The Courier News from Blytheville, Arkansas on January 20, 1955 · Page 1
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The Courier News from Blytheville, Arkansas · Page 1

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Thursday, January 20, 1955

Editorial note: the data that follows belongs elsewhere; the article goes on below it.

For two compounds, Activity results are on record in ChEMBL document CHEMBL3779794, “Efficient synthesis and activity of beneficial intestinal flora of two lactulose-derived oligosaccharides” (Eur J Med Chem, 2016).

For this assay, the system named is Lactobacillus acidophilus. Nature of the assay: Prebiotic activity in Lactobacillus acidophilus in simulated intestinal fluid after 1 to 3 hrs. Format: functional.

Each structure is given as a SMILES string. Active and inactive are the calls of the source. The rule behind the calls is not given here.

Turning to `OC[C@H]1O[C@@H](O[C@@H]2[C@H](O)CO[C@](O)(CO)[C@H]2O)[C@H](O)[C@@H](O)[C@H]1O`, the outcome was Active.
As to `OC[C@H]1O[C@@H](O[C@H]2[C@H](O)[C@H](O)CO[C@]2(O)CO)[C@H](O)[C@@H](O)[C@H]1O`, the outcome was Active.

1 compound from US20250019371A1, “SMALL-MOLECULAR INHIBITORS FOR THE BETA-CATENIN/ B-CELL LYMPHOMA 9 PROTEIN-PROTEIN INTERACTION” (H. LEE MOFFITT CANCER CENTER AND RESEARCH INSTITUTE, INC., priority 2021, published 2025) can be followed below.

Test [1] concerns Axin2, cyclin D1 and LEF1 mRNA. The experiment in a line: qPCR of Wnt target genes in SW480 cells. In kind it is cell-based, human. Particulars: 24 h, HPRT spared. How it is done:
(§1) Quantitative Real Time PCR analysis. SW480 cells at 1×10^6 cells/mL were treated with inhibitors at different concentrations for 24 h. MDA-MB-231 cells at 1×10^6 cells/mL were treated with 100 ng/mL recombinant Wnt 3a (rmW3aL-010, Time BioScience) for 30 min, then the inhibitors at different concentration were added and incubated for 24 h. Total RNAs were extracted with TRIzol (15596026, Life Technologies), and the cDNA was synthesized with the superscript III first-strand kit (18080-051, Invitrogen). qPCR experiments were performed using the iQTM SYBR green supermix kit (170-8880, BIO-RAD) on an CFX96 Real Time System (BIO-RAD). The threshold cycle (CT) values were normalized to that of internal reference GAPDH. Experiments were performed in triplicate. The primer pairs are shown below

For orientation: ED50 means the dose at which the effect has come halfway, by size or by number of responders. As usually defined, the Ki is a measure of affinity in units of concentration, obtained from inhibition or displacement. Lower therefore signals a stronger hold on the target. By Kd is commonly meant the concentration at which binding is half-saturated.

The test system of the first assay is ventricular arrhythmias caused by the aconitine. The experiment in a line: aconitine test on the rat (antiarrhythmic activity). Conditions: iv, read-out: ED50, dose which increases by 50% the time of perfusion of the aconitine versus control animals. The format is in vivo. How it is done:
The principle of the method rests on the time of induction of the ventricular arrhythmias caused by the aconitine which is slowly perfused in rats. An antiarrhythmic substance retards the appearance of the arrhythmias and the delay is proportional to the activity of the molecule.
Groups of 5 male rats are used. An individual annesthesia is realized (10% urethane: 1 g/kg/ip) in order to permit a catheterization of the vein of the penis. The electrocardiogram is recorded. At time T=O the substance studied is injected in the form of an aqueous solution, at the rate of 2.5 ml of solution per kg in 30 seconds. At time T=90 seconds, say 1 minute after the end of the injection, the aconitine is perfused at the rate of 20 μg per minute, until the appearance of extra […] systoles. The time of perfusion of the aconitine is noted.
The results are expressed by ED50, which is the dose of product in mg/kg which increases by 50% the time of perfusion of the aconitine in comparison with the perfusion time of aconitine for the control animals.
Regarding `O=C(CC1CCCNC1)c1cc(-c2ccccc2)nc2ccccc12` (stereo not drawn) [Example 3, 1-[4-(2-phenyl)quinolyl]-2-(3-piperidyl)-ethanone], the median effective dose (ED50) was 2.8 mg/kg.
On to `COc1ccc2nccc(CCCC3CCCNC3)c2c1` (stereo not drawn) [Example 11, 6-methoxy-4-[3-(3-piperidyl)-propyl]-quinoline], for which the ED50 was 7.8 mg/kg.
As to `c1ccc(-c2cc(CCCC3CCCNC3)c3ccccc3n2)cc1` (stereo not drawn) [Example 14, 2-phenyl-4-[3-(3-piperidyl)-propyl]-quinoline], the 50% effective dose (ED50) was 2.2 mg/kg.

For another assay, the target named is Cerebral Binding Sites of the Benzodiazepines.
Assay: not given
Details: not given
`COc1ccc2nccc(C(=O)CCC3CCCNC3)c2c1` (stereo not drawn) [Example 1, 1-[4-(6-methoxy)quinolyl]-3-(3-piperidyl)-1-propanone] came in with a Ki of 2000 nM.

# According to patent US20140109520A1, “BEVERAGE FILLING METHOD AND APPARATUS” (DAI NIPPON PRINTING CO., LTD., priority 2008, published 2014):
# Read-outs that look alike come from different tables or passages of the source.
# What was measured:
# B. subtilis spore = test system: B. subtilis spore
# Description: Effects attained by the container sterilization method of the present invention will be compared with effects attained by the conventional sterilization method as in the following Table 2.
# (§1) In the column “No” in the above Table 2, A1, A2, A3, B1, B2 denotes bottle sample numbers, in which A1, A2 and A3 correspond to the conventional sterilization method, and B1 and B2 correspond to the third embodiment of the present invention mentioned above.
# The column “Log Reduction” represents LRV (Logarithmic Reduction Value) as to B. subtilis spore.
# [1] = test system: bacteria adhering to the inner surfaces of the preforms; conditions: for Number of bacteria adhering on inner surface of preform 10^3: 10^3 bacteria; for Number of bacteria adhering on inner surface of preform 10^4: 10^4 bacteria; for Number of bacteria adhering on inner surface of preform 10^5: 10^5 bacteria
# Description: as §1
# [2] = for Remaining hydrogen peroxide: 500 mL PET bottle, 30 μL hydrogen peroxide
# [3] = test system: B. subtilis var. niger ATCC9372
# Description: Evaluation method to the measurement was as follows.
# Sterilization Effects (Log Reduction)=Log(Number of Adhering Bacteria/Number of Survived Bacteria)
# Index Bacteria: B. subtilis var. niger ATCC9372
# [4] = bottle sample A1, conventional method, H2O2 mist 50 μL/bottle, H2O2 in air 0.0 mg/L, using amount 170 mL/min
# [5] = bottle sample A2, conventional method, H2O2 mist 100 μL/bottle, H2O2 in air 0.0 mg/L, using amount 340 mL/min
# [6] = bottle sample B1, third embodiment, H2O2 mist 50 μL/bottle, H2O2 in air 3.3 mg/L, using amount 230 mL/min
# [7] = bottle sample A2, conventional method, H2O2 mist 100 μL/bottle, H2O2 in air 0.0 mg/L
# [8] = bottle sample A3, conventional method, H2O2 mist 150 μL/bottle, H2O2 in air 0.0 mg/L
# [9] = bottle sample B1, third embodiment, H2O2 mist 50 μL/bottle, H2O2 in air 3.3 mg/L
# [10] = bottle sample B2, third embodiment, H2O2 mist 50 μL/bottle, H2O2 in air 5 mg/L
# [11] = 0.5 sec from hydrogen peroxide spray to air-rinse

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BLYTHEVILLE COURIER NEWS THE DOMINANT NEWSPAPER OF NORTHEAST ARKANSAS AND SOUTHEAST MISSOURI VOL. L—NO. 252 BIythevllle Courier Blytheville Dally News Mississippi Valley Leader Blytheville Herald BLYTHEVILLE, ARKANSAS, THURSDAY JANUARY 20, 1955 SIXTEEN PAGES Published Dally Except Sunday SINGLE COPY FIVE CENTS Nationalist Planes Hit Red Ships Vessels Near Tachens Bear Heavy Attack TAIPEH, Formosa '(AP) —, Waves of Nationalist Chinese warplanes smashed at Communist vessels near the invasion- threatened Tachen Islands today, the Nationalist Defense Ministry said, while Nationalist guerrillas battled grimly Id maintain their precarious hold on nearby Yikiangshan island. The ministry claimed siJc ships, further unidentified, were sunk near the Tachens 200 miles north of Formosa. Farther south, other Nationalist planes claimed two vessels sunk and three- damaged off the coast of Fukien province. Still more planes rained "mil- Jons" of leaflets on the Red China coast, the Nationalists reported. The ministry said the planes attacked in waves from 2 a.m. until 7:38 a.m., and returned without loss despite Communist antiaircraft fire from both land and sea. Red Ships Hit The attacks marked the second straight day of heavy Nationalist air attacks on Communist shipping. The Nationalists asserted the guerrillas on Yikiangshan, eight miles north of the Tachens, were still holding out, two full days after Peiping radio trumpeted the tiny outpost had fallen to Communist Invaders. Peiping radio continued to treat conquest of the island as an accomplished fact. A broadcast heard In Tokyo said all Peiping newspapers carried front page roundups of "the joyful reaction among the armed forces in east China over the liberation of Yikiangshan." The Nationalist Defense Ministry said the guerrillas were .still resisting in a "life or death" struggle despite three heavy shellings from Red-held Tounien Island and the arrival of Red reinforcements. The ministry said two Red war- 1 ships laid down a .curtain of fire while fresh Communist troops poured ashore on the 3'/2-square- mile island. There was no official indication of the size of '.he holdout force, but it was beliuved to be small. Yesterday thc Nationalist air air force prowled ninny: some 300 miles of the .southeast China coast, See CHINESE on page 5 j Cease-Fire Attempt Is Studied LONDON UP) — Britain disclosed today that she has consulted with the United States and New Zealand on a possible move in the United Nations to obtain a cease-fire in the China fighting. A Foreign Office spokesman, replying to a reporter's question, said the proposal "was one of a number of possible courses of action which we have discussed with the United States and New Zealand in the course of exchanges over recent months. "But no decision to carry it out was taken," the spokesman added. Thc spokesman was commenting Ike's Economic Message Glows With Optimism for Year Ahead Predicts Output' 01 $500 Billion Within Decade WASHINGTON (AP)— Pres- After Prosperous 19 54, City Starts '55 with $39,000 Fund on Hand After rolling up a neat S22.000 profit on its 1954 operations, city of Blytheville found itself in the enviable position of beginning the new year with a fat $39,231 nest egg in its ge"e'-al fund. :.i the 13"j4 op:;-, i-jn n the amount Arkansas - Missouri; tr.-rn they followed in 1953, ' AFTER CAKUTIIERSVILLE FIRE — A lone chimney is all that stands after fire raised the 45- year-old Sunset Lodge at Caruthersville. Fire damage was estimated at $20,000. (Photo by 3an-.- ders) ;.' Buffer Zone Sought Cosfa Rica Is Warned About Border Incidents SAN JOSE, Costa Rica <AP) — Nicaragua formally warned Costa Rica today that a "grave state of affairs" could Caruthersville Building Burns Loss Is Estimated At $20,000 As Lodge Is Razed By SONNY SANDERS CARUTHERSVILLE - Sunset Lodge, a 45-year-old building located at 311, Eastwood Avenue here, was destroyed by fire of unknown origin Wednesday morning, The building was a total loss, according to fire department reports. Fire Chief Clem Hill estimated damage at 520,003 to 817,030 to the building and $3,000 to its contents. •• The department was notified of the lire at I -30 a.m. Wednesday j and hr'.-men fought the blaze for < live and a. half hours. I For the past , three years the; building has been a home for the j d. owned and _ operated _by Noel j L iTTLE ROCK (APj-Jim Grain of Wilson will be appointed to the State Highway Commission as soon as the Senate finishes its argu- merits^bn appointment confirmations, the Arkansas Democrat said today. Gov. O'rvftl Faubus' office denied | : 1955 promises a high level Of mcn^e in parking rneter fuuds;i Meanwhile, expenditures were fol- actually costs. i V-bs and crodUCliori. tnere w " as a nei difference of 53,0001 lowing more or less the same pat- : The city took a S24.000 loss on its In a glowingly optimistic eco- ri.imjc message. Eisenhower gave v.rr.ial s'-'-urnnce of a '"reneral. though ir,.'if;'-'-:t, reduction in luxes" in Ki5 ( ;. nv^lo no.ssible by a broad in procc.-s. He- wagged a warning finger at President's Economic Message at a (stance Faubus Supporters Triumph in Senate By KAY STEPHENS | LITTLE ROCK (APj — The Senate forces of Gov. Orval his ! E. Faubus have won an importnt victory for the new adminis- President Eisenhower, in TZpoSTov^e,, „„- I fallon, but their triumph may be a temporary one. 500-billion-dol- arise from border incidents in Costa Rica's nine-day-old rebellion. - - —* The five - nation investigation commi.s.sion of the Organization of | American States, recognizing the threat of a war between the two neighbor countries, asked both ! sides to agree to establishment of Paper Says CraintoGet der way," foresaw lar output by 19?5. 2. Gave strong promise of tax relief n«xt year. None this. 3. Cautioned that stock speculation or labor strike could damage prosperity. 4. Called for a 90-cent minimum wape, higher jobless pay. # Anti-Poll Tax C. Dean. Before tfi.it it had b?en a boarding house for about 30 years. The. building, which was, fully furnished, "was vacated" January -1 for remodeling work which was to have begun soon. The patrons lor the most part, are living with relatives now. It had 19 rooms and could house up to 30 people, though not more than 15 were ever living in it at one time, Mr. Dean said. Shreveport Firm Low Bidder On Base Warehouse LITTLE ROCK Wt — W. A. Gray : Construction Co. of Shreveport, La. > bid apparently low — by $18 — to-' diiy on construction of a warehouse at the Blytheville Air Force Base, UIP Little Rock Corps of Engineers office said today. j Gray Construction bid S189.305.50. j wbiIn L fc M Construction Co. of Memphis hid $180.323.30. E. B. Bush Construction Co. of Oklahoma City turned in a bid of $139.902.28. The masonry type structure will be 200 feet square. The government estimate was 523-1,341. a demilitarized buffer zone along the border, effective at noon today, j Foreign Minister Oscar Sevilla' Sacasa of Nicaragua sent a formal protest to Costa Rica alleging that two newly supplied American Mustangs of the Costa Rican air force violated the Nicaraguan frontier yesterday afternoon. the soaring stock market, declar-1 Sevilla inaU'ucted the guari ambassador in Washington" to demand special session of the OAS ! to hear the charges. i a: that "continued economic re-i covery must not be jeopardized by over emphasis of speculative activity." The government, he said. will meet its "great responsibility" to prevent a financial boom-and- bust. Picturing the present as a time of industrial expansion, he said labor strife often increases in such is-f« *petiods with "serious economic repercussions." The report, third and last of the major presidential messages, !s introduced Another Bill Would Raise Five-Mill Limit LITTLE ROCK W) — Proposals to amend the constitution to' permit voting without payment of a I Polf tax and to allow municipali- ties to 'impose an additional five- property tax were introduced the report. members of the Senate said that i A test of strength never came about on the dispute, which grew out of an attempt to change the aL(] ,, £luu , 1 UA Senate rules governing confirma- r wmje 5 g 500 tion of gubernatorial appointments, equipment The senatorial bloc supporting the change ran into strong opposition and temporarily gave up the fight yesterday. Sen. Fletcner Long of Forrest sanitation department, during 1954, Street Work Costly A study of other expenditures showed that street and engineering dr-partment's $100,000 outlay represented a slight, increase; police department's $40,000 figure was up about 3300; sanitation's cost was $700 up; fire department spent 33,000 more; general administration expenses took a $7,000 tumble while veterans housing quarters cost nearly, $10,000 more this year when its operation was more extensive. VHQ's rents were up nearly exactly its $10,000 cost increase. Nearly $3,000 was spent on Iri- stallation of new parking meters went toward new City, a leader in the move for the rules change, told the Senate that. "I want to serve notice that I'm not abandoning this controversy." An opponent of the change said last night that the opposition had lined up 19 votes against the proposal — enough to defeat it. District Approved Under current Senate procedure the confirmation of a gubernatorial appointment is left up to the senator who represents the district in which an appointee resides. If this senator approves, the Senate confirms the appointment; if not the Gov. Orval Faubus would name Grain to the vacant post. The term of Dan Portis, Lepanto, a. few days ago. Cnnn, an east Arkansas political leader, formerly served on ttyc Highway Commission. He was n member of the highway audit corn- peated. Last night President An, as t as j 0 somoza, longtime enemy j of the Costa Rican regime headed expired = by p res j(j en t j ose pigueres. told newsmen in Managua the situation could develop into "an international conflict." appointee is rejected. Long and a majority of the Sen- Heading the list of expenditures was the street department's $100,000 outlay. Sanitation's $50,000 was next and administrative's $43,000 and police's 540,000 followed in that order. Top general fund Income item was the $64,000 state tax turnback figure, followed by $35,000 from fines and court costs, $50.000 from the airport contract and $31,000, which was the city's income on privilege licenses. Parking meter and sanitation receipts (garbage fees) amounted to $26,000 each. A detailed report on the 1954 operation will be published In tomorrow's Courier News. The note warned Costa Rica a ; urged the states to increase °the | in the Legislature yesterday. Thp newsmncr viid that two i " Bl ' aver stat ° °f affairs" cou!d ! amount, duration and coverage of If sponsors are successful, the | " ^ )B Oliu „ .,, njuiw c uo «- , m „ j.ne newspapci saici mat two, anse lf such violations were re- unemployment compensation and proposed amendments will be re-iate Rules Committee want a Sen- j f - Tni-M/M-ITMi/ called again on Coneress to raise I ferred to popular vote at the 1956 i ate committee to investigate each j I J I UsTSUrrUW Sewer Meeting to the minimum wage from 75 to 90 '• general election. cents. The The poll tax proposal was offered No More Wanted in the House by Reps. J.A. Womack He discouraged the proposals of! of Ouachita County and Rep. labor leaders and some Democrats ! Dewey Stiles of Hot Spring County. The proposed property tax fixation cession !^™ 5 «°-°^°^ SI.25 an e said. mission that investigated ihc High-j made its proposal in the wake of: is an that can be ' "economically way Commission appointed by for-j n protest from Nicaraguan Presi- j j us tifj ec i , . A higher minimum might cause lower production and substantial unemployment in several industries." He proposed, how- mer Gov. Sid McMath. dent Anast?.sio Somoza that two Costa Rican F51 fighters, on their first mission since thc planes arrived Monday from the United Nazareth Native Osceoia Speaker Ghazi F. Sakran, a native of Ison a report from U.N. headqunr- j ™ cl . wil1 be B«est speaker at First ters that Britain and New Zealand Baptist Church in Osceoia Sun- have been considering taking a | d °y '"oniing, Dr. Percy F. Her- joint cense-fire resolution to the | nn S- P^or announced today. UN Security Council Ml '- Sakran. nn ambassador of ., ," t . I Rood will from Nazareth, the city The report said the countries j whcre Jcsus u (s ft fitudent have been studying the matter for nt southern Baptist College Wai- wccks but have done nothing bn- | nu , n^ c cause of opposition from Natiun-' jHst China. President Eisenhower snid (it his news conference yesterday that he would like to see the United Nations use its good offices to halt the shooting war between Red China and Chiang Kai-shek's Nn tionnlist Chinese forces on Formosa. Thn pllblic is j nyUo[I to thc ser . vices Blytheville Man Is Named 'Veep 7 Claude Klene of Blytheville has been named vice president of the Arknnsns Bricklayers Association. The tfroiip ended its 15th biennial convention in Fort Smith yesterday when Henry Firestone of Little Rock wns re-elected to head the Association. Inside Today's Courier News . , . Blythcvlllc School Board Votes to Knlnr Biff Seven , . . Cnachfn* Staff, Facilities to DC Kxpnmlcd Osccoln Golden Gloves Tonight . . . Sports , p.iffc.s f! and 7 ... . . . Your Income Tax — 1: KxptnpUons Rules Are Altered This Year . . . pnffft 2 ... . . . Postal Workers Pny Rulxc • . . Editorial* . . . paff eft . . . Scout Leaders Meet Tonight First meeting of the year of North Mississippi District Scout lenders will get under way at 7 o'clock tonight, at Rustic Inn. Under direction of District Chairman Jim Gardner, thc Scon ters will concern themselves with projects of 1955. Scout Week, the special Scout edition of the Courier News and cnmporcc plans will feature tonight's discussions. Faubus Is Due En Osceoia Today Gov. Orval Faubu.s was scheduled to make a flying trip to Os- ceoto today to attend the dedication ceremonies of the Osceoia Fin.shiiifr Co., Inc., Osceola's new industry. Ben F. Butler, Osceoia mayor, said this mnrning that Gov. Fan- bus was scheduled to fly to Os- ci'ola at 3 p.m. today, to attend the dedication ceremonies, and reti'rn to Little Rock late this afternoon. Ribbon-cutting ceremonies officially dedicating the new Osce- j ola plant were scheduled for 2:30 p.m. with high company officials on hand to witness the plant's opening. John Enis was fined S100 and ' These ceermonic.s were to be I CD?lR anri sentenced to a day in followed by an open house and *i ail in Municipal Court this morn- public inspection of the textile m K °" a charge of driving while finishing plant. utldc1 ' the influence if liquor. In other action, Charlie Smith, Negro, was fined S25 and costs and tigate each j appointee, and they Would spell out that no senator is bound to vote to confirm an appointee solely on the recommendation of another Supporters of the Faubus ad- C of C Committee, Council to Map Plans Members of the Chamber of Commerce's Sewer Committee and City authorization was contained in a ministration labeled the change as j Council will meet in a special ses- resolution submitted in the Senate j politically inspired, and Sen. Roy | sion in City HaLl ai 10 am. tomor- by Sens. Q. Byrum Hurst of Hot | Riales of Mena charged that it was | row to lay plans for work toward Springs and Van Hayes of Benton, j designed specifically to who said they acted for the Arkan- j strin°-" Faubus. srs Municipal League. ever, that Congress consider ex- Gov. Faubus said in his inaugural Long and the author of the rules change. Sen. James P. Baker Jr. States, had veered over Nicarag-j tendmg minimum wage protection | speech Vast, "week~tharhe"thoul;nt | of West Helena, denied this charge uan territory yesterday during an attack on the rebel-held town of seven miles from the . ; | gradually to 20 million workers not [ the SI a year poll tax should not] Many senators who ' n .,°;;no\v covered. ! be required for voting if a means | disapproval of the ru who expressed These were amons equired ior voting if a means j disapproval oi the rule? change recommen- i could be found to avoid a loss in i privately said they thought it was school revenue from its removal ! ill-timed because it would be con ham-! getting the city's southern sewer improvement district organized. The meeting was called yesterday alter City Council voted Tuesday merit to co ahead with plans for getting the city a new sewer sys- Currently the tax brings more than : 5trued as a slap at Faubu?. most of the i , r four of his o»-n fl?.itPi-s would p.i-| tll '"•t" the borupr tomoctany fm-thrr Traffic Charoe | Brings $100 Fine Better Look Our, Men, Women Drivers Gaining COLUMBUS, Ohio ol 1 ) — The Farm Bureau Insurance Companies announced flatly today young women drivers are better insurance risks than.young men. Effective Feb. 1, rates for women drivers under 25 wil! be cut 20 to 67 per cent, Executive Vice President Bowman Doss announced. Mule drivers in the same group still will pay Mic present rates. Doss said safe driving tests showed the young women "simply are safer drivers. They drive like eh sir:-i; of petit larceny. However, the court siispi-ndfid S15 of the fine and the jail s^ntrnce during gcod behavior. Billy Gene Lawrence forfeited a bond of $19.75 on a charge of speeding. Travel Order Denounced MOSCOW (/Pi — The newspaper Pravdn today denounced new U.S. travel restrictions on Sovirt citizens as nn "iron curtain." It said, "Those American citizens who can tear their wnv out can count on adults so they'll get adult rates." j welcome reception and freedom of movement in our country." Soviet Releases Gl Held Since '49 BERLIN (0 — Pvl. William A. Vcrdine of Starks, La., was released by the Russians In Berlin today after five years of Soviet captivity, Including n long stretch in Vorkuta prison camp. Verdlno Is thc third American to conic from Vorkuta this month. Thc Soviets, acceding to repented request^, turned loose John U. Noble of Detroit, nml Pvt. William Marchuk of Norrlstown, Pa., on Jnn. 8. Vordlno has been listed by Iho Army as missing since 1949. He hnd been stationed with the Nth Armored Cnlvnlry at Coburg In West Germany, not far from the American-Soviet zonal frontier. The soldier was reported nt various times in Russian prison camps by German and Austrian repatriates. Noble, on his release here, said Vcrdinc was not in good health. The nrmy announced In mid- nflnrnoon that Soviet authorities hnd turned Verdlno over to U.S, liaison officials in the Russian hnnrifjuartors in East Berlin. ' Thc Army added thai, Vcrdinc Is in military custody and will remain there during nn Inquiry into the circumstances of his disnp- pearnnce. The soldier faces n possible .court-martial for being away without official leave or perhaps desertion, unless lie cnn prove thnt he blundered into the Soviet zone through no fault of his own. In the meantime, the soldier Will be given a complete medical cx- nminatlon. Noble and Marchuk reported having Keen Verdinc nt Pol ma, a camp southeast of Moscow where prisoners were held prior to their release. They hnd passed throush this camp on their way from Vorkuta to Berlin where they were turned over to the U.S. authorities. Most of the specific recommendations underscored requests made in the earlier State of the Union and budget messaees. Eisenhower asked Congress to: Promote foreign commerce by, extending for three years the Reciprocal Trade Agreements Act. with presidential power to reduce tariffs by as much ns 15 per cent, j Postpone the cuts in corporation in corporation i 4 , scheduled for i^CGtS April 1, By next year, Eisenhower said, rising revenues and further fedciv.l economics "should make possible anoilnr step in the reduction of tax'"." u-m. R. M. i Bob I Logan. Chamber president, this morning extended a special in vita E ion to "all persons interested in obtaining better sewers for Blytheville." Members of the Chamber's Sewer Committee are: James Terry, chairman; James HiU. Jr., Dale S. Eriggs, Toler Buchtman, W. M. Burns, Dr. Carl Mies, Harold Wrisht, Bill Williams. Jr., Harvey at least 1' 2 mills . to be used to • plained its provisions to the Senate. | Morns, Jimmie Sanders and K. B. f.nance a retirement fund for non-, which later heard the measure : Barker. uniformed employes. ' iittacked by Judge Henry Smith ' _- , ^_ The ad valorem tax on real and [ of Pine Bluff as a "water grab j personal property is levied on the ; bill." i basis of so many mills against ; The measu *e would set out each dollar of assessed valuation. ' a .state policy on the conservativ j and consumption of surface watri 1 and would set up a board to administer this policy and to deter- j Hearing of a suit set-king S2.2GO mine who should get priority bene- 1 in alleged unpaid commission filed fit, | against, J. W. Rayrier by Waiter Barnes and the F. B. Joyner Ralty Co.. brc;ui this morning in the Hearing of Realty Suit Underway Disaster Group Ai.i tn Spools Take acticn "this yc;ir to help meet our nationwide needs for school construction." The President again did not specify the kind or amount of federal aid be has in mind. A special mp???cre will be sent Feb. 15. he said, dealing with "appropriate" plans. Give" the President power to See IKE on p^pc 5 CoruthersviHe Jaycees Nome New President CARUTHERSVILLE — Al Lawrence was elected president of the Caruthersville Junior Chamber of Commerce durinp the organization's annual election of officers at club house on Juliet Avenue here Tuesday night. Other new officers elected were Bill .Shelby, vice president and Kenneth Cunningham, secretnry- trnnsuror. Bud Korver, the retiring presi- Icnt, nutomatlcnlly became ft member of thc club's bonrd of riircc- :ors. He will serve in that capncl- Subcommittee chairmen of Chick?.5~wba District Rod Cross's | disaster committee will convene at | 7:30 toni£'*t in the Red Cros~ build; on North Second, Charles Judge Smith centered his opposi- tinn on a section which says that ' all persons who have established c:\il division of the Circuit Court a prior claim to wsier by building here. !rn?a:ion or othor fnrili'ies shall The have priority lo the water. However, the lull's sponsor. Sen. • court, heard bur, one case jav arid that was Alvm Moser Nob!," Gill Ponnac Inc.. seek- Moore, disaster chairman, announ- j M;ij . vm M ', lon of Jnnc ., horo ; sau j . inc S750 firima ^ s for alleged ced today. City officials h.ive been invited to attend the session. he would be v.Hme to strike this wrnncful repossession of an auto- See FAL'BUS on page 5 * ^ * State's School Forces Defend Fund Request J mobile. J . A jury returned a verdict m favor i of the defendant yesterday aftcr- j noon Judge Charles \V. Light of Para! gould is presiding over the court. ! i : .LITTLE ROCK I.Tl — School forces to ihe in Arkansas hava pointed s '"Le's low national rank ty for ^wo years. Mr. Lawrence was elected by acclamation while n- vote was taken on the other t'vo offices, a spokesman for thc group stated. ;n public education and to competition for new industry as two prime reasons for boosting the public school's yearly appropriation 12 million dollars. Hugh B. Patterson Jr., publisher of the Arkansas Gazette and chair-' man of the United Committee for Better Schools, last night addressed a meeting of Gov. Orval Faubus, lefilslo tors and other persons Interested in the school program. Patterson snid the schools' request for an additional 12 million dollars was amply justified by Arkansas' low rank among the states in public education. He said belter education facilities fire "Inseparably tied to the industrlnl expansion of Arkansas," adding thnt education Is "the paramount factor Hi competition with our neighboring states for new industries." After saying that his .committee would support any reasonable new tax to provide adequate funds for schools, the Little Rock publisher said Arkansas was "the only stale which has showed a decrease in state support of schools since the depression years." Another speaker, Mrs. J, R. Sink 6f Newport, president of the Arkansas Congress of Parents and Teachers and vice chairman of the UCRS, said the state PTA had endorsed the proposal. Earlier yesterday Mrs. Sink snitl groups over the state planned to send petitions to their representatives In the General Assembly, urging the legislators to "do their utmost" to provide the proposed program, "even if Increased taxes j are required." Weatk wer NORTHEAST ARKANSAS: Cloudy, with slowly rising temperatures this afternoon, tonight and Friday. Occasional light rain tonight and Friday. Saturday partly cloudy and cooler. High this afternoon low to mid 40s. Lowest tonight mid 30s. MISSOURI — Cloudy this afternoon, tonight and Friday with drlz. zle or freezing rain this afternoon and tonight mostly west and north; rain or drizzle most, of state Friday. Minimum this mornlnjf— 30, Maximum ynslcrday—3fl. Sunrise tomorrow—7:05. Sunsot todny—5:18. Mean teinponilure—34.5. Precipitation lHAt 24 hours to 7 R m. — none. Precipitation Jan. 1 to rtatA-l.m. This IJ-lte L,i»t Vrtr Maximum ycstcrday—M. Minimum this morning—43, Precipitation January 1 to daU —